Remember when Facebook founder Mark Zuckerberg joined forces in 2011 with New Jersey’s Republican Governor Chris Christie and Newark’s Democratic Mayor Cory Booker to revive the city’s troubled public schools?
They ended up selecting Cami Anderson as the city’s superintendent of schools, and two and half year later she has had some successes. She closed nearly empty schools in a city that has lost 37 percent of its population since 1950. Last year she negotiated a landmark contract with the teachers unions enabling the district to award the best instructors with merit pay. Fittingly, Christie reappointed Anderson last year to oversee the district, which has been under state control since 1995 because of its history of corruption and poor educational results.
Now Anderson is being attacked on all sides in Newark as she tries to take her reforms to the next level. She needs to lay off more than 1,000 teachers at the financially strapped district, but she wants to chose those who get pink slips based on their performance, not just their years of service (the way such decisions are made in American public schools). She wants to close more public schools and expand the charter-school sector, which already serves 20 percent of Newark’s children.
Predictably, the city’s teachers union is fighting her plan. Meetings of the city’s largely powerless advisory school board have turned into raucous anti-Anderson rallies, to the point that Anderson said this week she would no longer attend.
Meanwhile, Anderson has become a polarizing factor in this year’s mayoral race. One of the candidates, Ras Baraka, a Newark public school principal, frequently attacks her. His opponent, Shavar Jeffries, a self-described education reformer, criticizes her, too.
Where are Anderson’s main supporters? Zuckerberg has been silent. Christie has apparently been too busy with the Bridgegate fallout to speak up. Even Booker, now a U.S. senator, has been uncharacteristically quiet.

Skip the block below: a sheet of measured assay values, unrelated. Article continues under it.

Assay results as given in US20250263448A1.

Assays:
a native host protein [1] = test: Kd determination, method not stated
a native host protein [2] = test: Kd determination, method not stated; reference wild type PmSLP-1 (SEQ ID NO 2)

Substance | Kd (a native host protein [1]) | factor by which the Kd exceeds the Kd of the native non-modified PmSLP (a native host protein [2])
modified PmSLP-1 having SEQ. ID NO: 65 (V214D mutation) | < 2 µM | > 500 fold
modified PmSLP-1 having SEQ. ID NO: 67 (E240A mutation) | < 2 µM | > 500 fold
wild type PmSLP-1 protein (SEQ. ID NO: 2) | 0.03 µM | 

There are reasons why it might be a good idea of them to keep their heads down: They might make things worse. Even before the bridge scandal, Christie was highly unpopular in Newark, which is a Democratic stronghold. If Zuckerberg were to speak up, it might fuel conspiracy theories that billionaire outsiders are scheming to take over the city’s schools. (Yes, people actually say that kind of thing in Newark.)
Booker’s absence from the debate is more puzzling. He was elected overwhelmingly last year to serve the remainder of the late Frank Lautenberg’s senate term. Booker is in no danger of losing his seat when he runs for reelection in November. Surely, he could spend a bit of his political capital in defense of Anderson.
The truth is that these guys need to step up because, with the exception of the Newark Star-Ledger, nobody else is publicly defending Anderson. Their silence emboldens Anderson’s foes in their efforts to thwart her reforms. As Anderson recently pointed out, her initiatives are working: Newark’s graduation rate has risen 10 percent.
Do any of Anderson’s friends—or her enemies, for that matter—really want to see such progress reversed?